Slow and steady wins the race

It’s the time of year for TV commercials touting prepackaged diet plans, gym memberships…and how many online posts about the latest can’t-miss fad diet have you scrolled by already? Save yourself from a month of deprivation and/or eating the strange concoctions your sister’s best friend’s cousin’s aunt swore worked for her! Trying to abruptly and completely overhaul what you eat is a recipe for disaster. Instead, make small changes one at a time.

Drink too much soda? Start by replacing one glass a day with water and work up from there until you gradually drink less and less. Can’t live without French fries? Don’t eliminate them from your diet but do try cutting your usual portion in half. Always eating on the go? Make sure you have healthy foods that you can grab on your way out the door to avoid the fast food drive-thru later. Little changes will add up over time.

You know what you should eat, but what about how to eat? Eating mindfully means paying attention to your food while you eat it. Taking the time to savor your food may help you be more emotionally satisfied by it and more aware of your body’s needs.3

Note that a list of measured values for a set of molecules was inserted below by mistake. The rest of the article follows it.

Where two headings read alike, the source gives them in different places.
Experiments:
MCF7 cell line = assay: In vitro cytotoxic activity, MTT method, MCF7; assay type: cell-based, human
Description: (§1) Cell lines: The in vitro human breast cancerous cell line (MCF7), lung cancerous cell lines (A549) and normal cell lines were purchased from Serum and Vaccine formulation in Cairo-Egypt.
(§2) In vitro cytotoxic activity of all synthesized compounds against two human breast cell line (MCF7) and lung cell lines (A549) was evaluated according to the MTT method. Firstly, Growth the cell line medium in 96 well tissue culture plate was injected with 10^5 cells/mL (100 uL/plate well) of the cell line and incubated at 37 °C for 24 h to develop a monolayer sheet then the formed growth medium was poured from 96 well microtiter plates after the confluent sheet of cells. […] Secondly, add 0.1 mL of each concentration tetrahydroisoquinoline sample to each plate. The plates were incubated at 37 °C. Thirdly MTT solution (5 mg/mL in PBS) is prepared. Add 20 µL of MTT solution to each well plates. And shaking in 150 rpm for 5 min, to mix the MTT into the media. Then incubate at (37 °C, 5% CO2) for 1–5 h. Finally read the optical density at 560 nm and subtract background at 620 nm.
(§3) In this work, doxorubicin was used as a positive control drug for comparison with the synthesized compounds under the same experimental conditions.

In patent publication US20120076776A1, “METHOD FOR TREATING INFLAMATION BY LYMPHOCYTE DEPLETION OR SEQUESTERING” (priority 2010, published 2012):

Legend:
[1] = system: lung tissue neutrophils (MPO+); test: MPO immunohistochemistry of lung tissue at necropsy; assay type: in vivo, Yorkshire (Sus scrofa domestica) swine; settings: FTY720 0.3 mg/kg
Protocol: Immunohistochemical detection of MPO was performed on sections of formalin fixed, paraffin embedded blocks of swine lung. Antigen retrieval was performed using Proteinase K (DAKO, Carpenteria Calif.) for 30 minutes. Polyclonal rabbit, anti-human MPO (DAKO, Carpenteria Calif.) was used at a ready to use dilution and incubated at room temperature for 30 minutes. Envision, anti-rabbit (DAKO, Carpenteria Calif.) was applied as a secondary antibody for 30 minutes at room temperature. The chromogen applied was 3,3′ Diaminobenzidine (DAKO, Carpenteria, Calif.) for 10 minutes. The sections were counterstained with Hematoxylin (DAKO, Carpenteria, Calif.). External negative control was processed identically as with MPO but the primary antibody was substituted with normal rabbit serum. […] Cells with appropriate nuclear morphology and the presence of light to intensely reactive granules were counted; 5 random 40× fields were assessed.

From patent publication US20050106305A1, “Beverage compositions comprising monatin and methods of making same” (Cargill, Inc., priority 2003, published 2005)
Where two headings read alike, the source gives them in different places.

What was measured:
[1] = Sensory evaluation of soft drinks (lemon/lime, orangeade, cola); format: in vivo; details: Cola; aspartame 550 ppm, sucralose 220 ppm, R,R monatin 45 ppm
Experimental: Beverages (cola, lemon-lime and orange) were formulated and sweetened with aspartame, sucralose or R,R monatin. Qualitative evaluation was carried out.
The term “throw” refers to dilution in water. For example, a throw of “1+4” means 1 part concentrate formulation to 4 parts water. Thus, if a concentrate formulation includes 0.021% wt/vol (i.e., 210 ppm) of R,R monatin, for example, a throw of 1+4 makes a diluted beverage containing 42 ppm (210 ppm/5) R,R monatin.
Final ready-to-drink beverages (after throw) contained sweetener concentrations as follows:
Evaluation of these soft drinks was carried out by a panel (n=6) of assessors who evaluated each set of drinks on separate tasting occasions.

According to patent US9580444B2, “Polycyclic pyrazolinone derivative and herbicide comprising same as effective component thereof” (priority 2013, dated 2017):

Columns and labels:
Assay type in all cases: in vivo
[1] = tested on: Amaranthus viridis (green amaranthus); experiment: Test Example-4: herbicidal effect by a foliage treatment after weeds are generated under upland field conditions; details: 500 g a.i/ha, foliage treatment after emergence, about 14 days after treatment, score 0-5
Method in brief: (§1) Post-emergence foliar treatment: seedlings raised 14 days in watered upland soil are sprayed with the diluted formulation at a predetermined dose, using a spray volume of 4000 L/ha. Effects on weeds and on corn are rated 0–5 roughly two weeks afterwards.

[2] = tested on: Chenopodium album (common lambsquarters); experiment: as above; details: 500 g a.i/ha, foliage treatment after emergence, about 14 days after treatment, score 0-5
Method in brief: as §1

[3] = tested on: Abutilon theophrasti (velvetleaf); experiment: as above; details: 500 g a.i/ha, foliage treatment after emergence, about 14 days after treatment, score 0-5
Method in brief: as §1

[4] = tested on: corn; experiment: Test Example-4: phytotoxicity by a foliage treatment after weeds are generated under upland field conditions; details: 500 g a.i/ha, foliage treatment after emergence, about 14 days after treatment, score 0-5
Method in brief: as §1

• Slow down. Really smell, taste, and chew your food before swallowing it.
  • Avoid distractions. Put down the smart phone and turn off the TV to put your full attention on the meal at hand.
  • Small plates. Using smaller plates helps with portion control.
  • Leave the food in the kitchen. Keep serving bowls in the kitchen so that you have to think twice before going back for seconds.
  • Put the fork down! To help you slow down, put your fork or spoon down in between bites.4

Take time for you

Stress can wreak havoc on your health. Taking time for yourself, whether it is to schedule regular “meetings” on your calendar for a quick workout or simply powering off the electronics and going to bed a little earlier (admit it, you’re not really getting the recommended 7-9 hours of sleep each night, are you?), is important for your physical and mental health.2